The Fitbit Charge 4 is an advanced activity tracker, with built-in GPS, meaning it does not rely on your phone for position tracking. Unlike the Fitbit Inspire HR reviewed earlier, it is larger and boasts more features, similar to the Fitbit Charge 3 before it.
We spent a month with it, and literally, put it through its paces. Here’s what we thought about it.
Design and Ergonomics
For those who have used Fitbit devices before, the design is pretty straightforward, with a vertically aligned touchscreen in the center, and silicone straps that go around the wrist. The fit is comfortable and though it is larger than the Inspire HR, even with small hands it doesn’t feel oversized.
Fitbit designs attractive gadgets, and in keeping with that, the Charge 4 likewise sports a versatile lifestyle design and is well-suited for work, play, or a when it’s time to work up a sweat. This makes it great as a daily wearable.
The top surface is a touch-screen that can be tapped or swiped, while the main button is on the left side. Responsiveness is top-notch, with the twist of the wrist gesture being quickly sensed and the screen lighting up instantly. So, if you need to see the time or check your workout stats, it’s always onscreen when you want it.
Software and User Experience
If you are new to such wearable devices, you’d be happy to know that the user interface is very intuitive. Even without referring to the manual, getting started and using the device is fairly simple.
That said, we did face quite a bit of trouble with the setup:
- Blank Screen – Blank screens and Frozen screens are not new to Fitbit devices, but seemed to be more pronounced with the Charge 4.
- Device Not Detected – The smartphone app failed to detect the device, and kept looping back to the instruction screen of the setup.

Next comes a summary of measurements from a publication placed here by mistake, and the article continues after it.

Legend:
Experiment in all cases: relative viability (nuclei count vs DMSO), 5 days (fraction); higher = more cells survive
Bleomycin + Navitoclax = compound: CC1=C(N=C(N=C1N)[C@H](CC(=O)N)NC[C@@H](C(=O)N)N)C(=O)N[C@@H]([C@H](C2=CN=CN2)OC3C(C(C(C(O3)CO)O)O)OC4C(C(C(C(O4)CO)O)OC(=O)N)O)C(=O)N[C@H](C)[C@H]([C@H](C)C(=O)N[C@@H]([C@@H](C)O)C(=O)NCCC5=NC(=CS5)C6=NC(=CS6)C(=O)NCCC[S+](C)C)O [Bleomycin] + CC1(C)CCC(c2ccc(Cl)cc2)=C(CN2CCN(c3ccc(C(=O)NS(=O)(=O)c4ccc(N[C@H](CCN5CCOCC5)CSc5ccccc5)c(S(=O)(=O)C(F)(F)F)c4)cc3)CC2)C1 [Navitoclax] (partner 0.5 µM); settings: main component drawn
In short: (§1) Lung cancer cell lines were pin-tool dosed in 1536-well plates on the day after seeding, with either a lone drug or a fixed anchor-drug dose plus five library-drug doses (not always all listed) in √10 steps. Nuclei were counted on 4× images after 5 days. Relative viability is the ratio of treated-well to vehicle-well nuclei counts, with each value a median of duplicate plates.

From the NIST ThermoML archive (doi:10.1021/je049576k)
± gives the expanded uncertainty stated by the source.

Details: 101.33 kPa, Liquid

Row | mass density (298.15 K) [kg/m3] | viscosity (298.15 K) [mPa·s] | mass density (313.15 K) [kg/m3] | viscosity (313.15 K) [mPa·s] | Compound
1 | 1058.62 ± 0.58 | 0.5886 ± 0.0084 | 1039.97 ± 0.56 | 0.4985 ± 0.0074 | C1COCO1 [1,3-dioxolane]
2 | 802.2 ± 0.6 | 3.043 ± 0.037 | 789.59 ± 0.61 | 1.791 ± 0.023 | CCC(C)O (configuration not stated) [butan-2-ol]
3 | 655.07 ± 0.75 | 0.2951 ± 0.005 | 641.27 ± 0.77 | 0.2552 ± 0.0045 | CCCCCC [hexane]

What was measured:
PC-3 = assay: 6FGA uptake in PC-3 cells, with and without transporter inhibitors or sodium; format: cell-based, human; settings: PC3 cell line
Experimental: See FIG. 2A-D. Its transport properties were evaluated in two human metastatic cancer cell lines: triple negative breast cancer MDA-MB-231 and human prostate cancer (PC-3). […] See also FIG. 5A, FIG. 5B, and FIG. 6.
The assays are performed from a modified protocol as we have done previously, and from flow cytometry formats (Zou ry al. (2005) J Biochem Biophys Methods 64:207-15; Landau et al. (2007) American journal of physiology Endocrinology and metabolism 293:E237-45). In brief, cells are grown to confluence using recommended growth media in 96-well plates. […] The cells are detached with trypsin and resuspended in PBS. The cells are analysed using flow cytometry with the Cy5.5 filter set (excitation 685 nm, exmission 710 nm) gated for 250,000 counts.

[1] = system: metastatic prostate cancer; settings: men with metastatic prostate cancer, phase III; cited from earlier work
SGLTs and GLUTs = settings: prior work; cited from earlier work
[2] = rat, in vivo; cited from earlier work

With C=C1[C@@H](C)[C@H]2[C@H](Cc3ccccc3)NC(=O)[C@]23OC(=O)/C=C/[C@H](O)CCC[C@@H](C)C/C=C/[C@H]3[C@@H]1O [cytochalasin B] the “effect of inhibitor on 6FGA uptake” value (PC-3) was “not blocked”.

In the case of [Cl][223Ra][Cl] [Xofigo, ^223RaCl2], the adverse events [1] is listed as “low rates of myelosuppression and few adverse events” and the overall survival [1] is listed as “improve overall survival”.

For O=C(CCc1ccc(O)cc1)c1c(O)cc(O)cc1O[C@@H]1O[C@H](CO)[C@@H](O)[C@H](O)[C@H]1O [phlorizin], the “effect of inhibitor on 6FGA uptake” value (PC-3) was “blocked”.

Going by online research, the above issue is well documented and common with the Charge 3 and 4.
After a few phone restarts, reinstalling the Fitbit app, disabling and enabling Bluetooth several times, and resetting the Charge 4 device a few times, we finally had it set up and good to go. The trial and error process was honestly a frustrating experience.
The home screen displays the time and other customizable data. As it uses the same OS as other Fitbit devices, the user interface is the same. Check out our Inspire HR review for detailed notes on the software UI.
Features and Activity Tracking
As the Charge 4 is marketed as an advanced fitness tracker, we will only be talking about its key functionality over and above the basics, such as step counts, calorie burn, heart rate, exercise recognition, etc.
With built-in GPS being the USP of the device, we decided to focus on that:
- Unfortunately, during our testing over 4 weeks, it rarely connected
- On one of the runs where it did connect, it tracked the distance successfully
- Syncing and refreshing the Fitbit app on the phone takes a while and sometimes needs to be executed a few times before it goes through
If a run gets tracked and mapped correctly, there is some added info the Charge 4 provides:
- 3 additional data tabs: Map, Splits, Elevation
- The Map data tab has three versions: Default, Heart Zones, and Pace
- Visually mapped out Heart Zone and Pace are features not available on the Inspire HR and Versa. These were nice, as it helps see the effort put into stages of the run
Another new feature is the Active Zone minutes. Some of this info was previously available under the heart rate monitoring feature in the Inspire HR. Here it’s presented differently.
For detailed notes on the other general features, check out our Fitbit Inspire HR review.
Specs and Performance